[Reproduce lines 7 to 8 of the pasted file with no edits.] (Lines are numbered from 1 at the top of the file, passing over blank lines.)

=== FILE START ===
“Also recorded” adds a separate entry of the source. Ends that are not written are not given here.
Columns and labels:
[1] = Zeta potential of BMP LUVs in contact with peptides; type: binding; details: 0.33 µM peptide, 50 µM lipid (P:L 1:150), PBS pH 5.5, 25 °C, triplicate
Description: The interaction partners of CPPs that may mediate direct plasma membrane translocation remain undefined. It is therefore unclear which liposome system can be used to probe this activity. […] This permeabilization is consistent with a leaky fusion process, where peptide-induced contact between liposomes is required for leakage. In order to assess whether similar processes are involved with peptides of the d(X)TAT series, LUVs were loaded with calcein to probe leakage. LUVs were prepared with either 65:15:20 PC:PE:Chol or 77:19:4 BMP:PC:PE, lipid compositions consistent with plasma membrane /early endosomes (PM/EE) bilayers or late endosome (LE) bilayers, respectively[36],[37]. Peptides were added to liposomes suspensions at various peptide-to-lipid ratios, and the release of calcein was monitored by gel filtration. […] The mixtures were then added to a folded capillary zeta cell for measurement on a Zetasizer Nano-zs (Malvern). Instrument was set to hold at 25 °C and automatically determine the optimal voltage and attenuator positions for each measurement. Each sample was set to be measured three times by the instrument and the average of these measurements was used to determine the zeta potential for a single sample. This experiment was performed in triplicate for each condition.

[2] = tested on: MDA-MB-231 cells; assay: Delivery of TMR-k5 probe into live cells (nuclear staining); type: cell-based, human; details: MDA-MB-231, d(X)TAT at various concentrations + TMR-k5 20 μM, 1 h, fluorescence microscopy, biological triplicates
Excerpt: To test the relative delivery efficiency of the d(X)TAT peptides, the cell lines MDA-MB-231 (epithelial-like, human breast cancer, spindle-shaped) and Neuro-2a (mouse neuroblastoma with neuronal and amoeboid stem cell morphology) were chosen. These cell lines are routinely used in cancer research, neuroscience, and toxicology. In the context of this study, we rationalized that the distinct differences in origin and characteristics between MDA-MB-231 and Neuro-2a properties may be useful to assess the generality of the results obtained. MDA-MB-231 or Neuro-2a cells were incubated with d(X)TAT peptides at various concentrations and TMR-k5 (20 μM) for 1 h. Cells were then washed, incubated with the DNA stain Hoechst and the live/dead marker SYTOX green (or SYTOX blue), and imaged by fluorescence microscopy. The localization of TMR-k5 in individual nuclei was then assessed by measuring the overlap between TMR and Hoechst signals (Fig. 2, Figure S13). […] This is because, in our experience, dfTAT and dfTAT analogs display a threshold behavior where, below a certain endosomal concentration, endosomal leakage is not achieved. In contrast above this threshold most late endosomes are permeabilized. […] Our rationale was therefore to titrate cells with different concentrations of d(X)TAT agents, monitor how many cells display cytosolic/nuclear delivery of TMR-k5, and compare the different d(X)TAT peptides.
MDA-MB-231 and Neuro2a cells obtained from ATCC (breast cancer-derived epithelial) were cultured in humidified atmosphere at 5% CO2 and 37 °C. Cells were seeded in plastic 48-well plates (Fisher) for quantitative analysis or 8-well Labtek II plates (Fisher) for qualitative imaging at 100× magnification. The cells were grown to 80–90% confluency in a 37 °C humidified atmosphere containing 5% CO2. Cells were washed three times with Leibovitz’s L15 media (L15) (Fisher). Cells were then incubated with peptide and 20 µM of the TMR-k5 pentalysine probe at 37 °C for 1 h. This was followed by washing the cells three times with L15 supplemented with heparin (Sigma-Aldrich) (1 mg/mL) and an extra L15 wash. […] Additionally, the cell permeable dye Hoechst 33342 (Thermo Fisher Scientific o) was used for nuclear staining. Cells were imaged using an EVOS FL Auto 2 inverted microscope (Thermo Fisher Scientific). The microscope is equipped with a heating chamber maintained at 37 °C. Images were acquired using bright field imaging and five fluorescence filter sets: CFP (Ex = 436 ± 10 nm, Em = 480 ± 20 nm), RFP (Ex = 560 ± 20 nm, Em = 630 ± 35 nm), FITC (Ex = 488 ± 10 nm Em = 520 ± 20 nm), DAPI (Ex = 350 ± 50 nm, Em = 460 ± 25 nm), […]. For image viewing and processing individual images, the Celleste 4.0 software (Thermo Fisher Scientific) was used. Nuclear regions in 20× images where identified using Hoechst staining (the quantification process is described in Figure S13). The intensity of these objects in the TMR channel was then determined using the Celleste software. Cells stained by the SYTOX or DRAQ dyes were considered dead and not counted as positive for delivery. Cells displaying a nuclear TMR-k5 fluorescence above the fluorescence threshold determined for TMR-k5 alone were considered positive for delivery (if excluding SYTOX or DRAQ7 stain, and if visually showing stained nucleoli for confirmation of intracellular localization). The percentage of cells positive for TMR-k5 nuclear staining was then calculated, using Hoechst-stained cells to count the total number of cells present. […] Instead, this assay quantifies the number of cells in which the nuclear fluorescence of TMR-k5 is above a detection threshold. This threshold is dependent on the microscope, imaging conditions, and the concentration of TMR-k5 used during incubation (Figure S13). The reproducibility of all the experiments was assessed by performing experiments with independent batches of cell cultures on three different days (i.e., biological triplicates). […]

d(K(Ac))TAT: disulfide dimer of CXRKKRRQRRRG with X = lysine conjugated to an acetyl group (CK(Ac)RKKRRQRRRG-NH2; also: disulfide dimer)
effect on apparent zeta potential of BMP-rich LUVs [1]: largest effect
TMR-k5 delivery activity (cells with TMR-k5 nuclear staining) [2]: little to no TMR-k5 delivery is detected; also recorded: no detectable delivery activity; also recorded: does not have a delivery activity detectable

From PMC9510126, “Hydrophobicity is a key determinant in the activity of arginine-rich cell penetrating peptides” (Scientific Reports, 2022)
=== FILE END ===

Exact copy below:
MDA-MB-231 and Neuro2a cells obtained from ATCC (breast cancer-derived epithelial) were cultured in humidified atmosphere at 5% CO2 and 37 °C. Cells were seeded in plastic 48-well plates (Fisher) for quantitative analysis or 8-well Labtek II plates (Fisher) for qualitative imaging at 100× magnification. The cells were grown to 80–90% confluency in a 37 °C humidified atmosphere containing 5% CO2. Cells were washed three times with Leibovitz’s L15 media (L15) (Fisher). Cells were then incubated with peptide and 20 µM of the TMR-k5 pentalysine probe at 37 °C for 1 h. This was followed by washing the cells three times with L15 supplemented with heparin (Sigma-Aldrich) (1 mg/mL) and an extra L15 wash. […] Additionally, the cell permeable dye Hoechst 33342 (Thermo Fisher Scientific o) was used for nuclear staining. Cells were imaged using an EVOS FL Auto 2 inverted microscope (Thermo Fisher Scientific). The microscope is equipped with a heating chamber maintained at 37 °C. Images were acquired using bright field imaging and five fluorescence filter sets: CFP (Ex = 436 ± 10 nm, Em = 480 ± 20 nm), RFP (Ex = 560 ± 20 nm, Em = 630 ± 35 nm), FITC (Ex = 488 ± 10 nm Em = 520 ± 20 nm), DAPI (Ex = 350 ± 50 nm, Em = 460 ± 25 nm), […]. For image viewing and processing individual images, the Celleste 4.0 software (Thermo Fisher Scientific) was used. Nuclear regions in 20× images where identified using Hoechst staining (the quantification process is described in Figure S13). The intensity of these objects in the TMR channel was then determined using the Celleste software. Cells stained by the SYTOX or DRAQ dyes were considered dead and not counted as positive for delivery. Cells displaying a nuclear TMR-k5 fluorescence above the fluorescence threshold determined for TMR-k5 alone were considered positive for delivery (if excluding SYTOX or DRAQ7 stain, and if visually showing stained nucleoli for confirmation of intracellular localization). The percentage of cells positive for TMR-k5 nuclear staining was then calculated, using Hoechst-stained cells to count the total number of cells present. […] Instead, this assay quantifies the number of cells in which the nuclear fluorescence of TMR-k5 is above a detection threshold. This threshold is dependent on the microscope, imaging conditions, and the concentration of TMR-k5 used during incubation (Figure S13). The reproducibility of all the experiments was assessed by performing experiments with independent batches of cell cultures on three different days (i.e., biological triplicates). […]

d(K(Ac))TAT: disulfide dimer of CXRKKRRQRRRG with X = lysine conjugated to an acetyl group (CK(Ac)RKKRRQRRRG-NH2; also: disulfide dimer)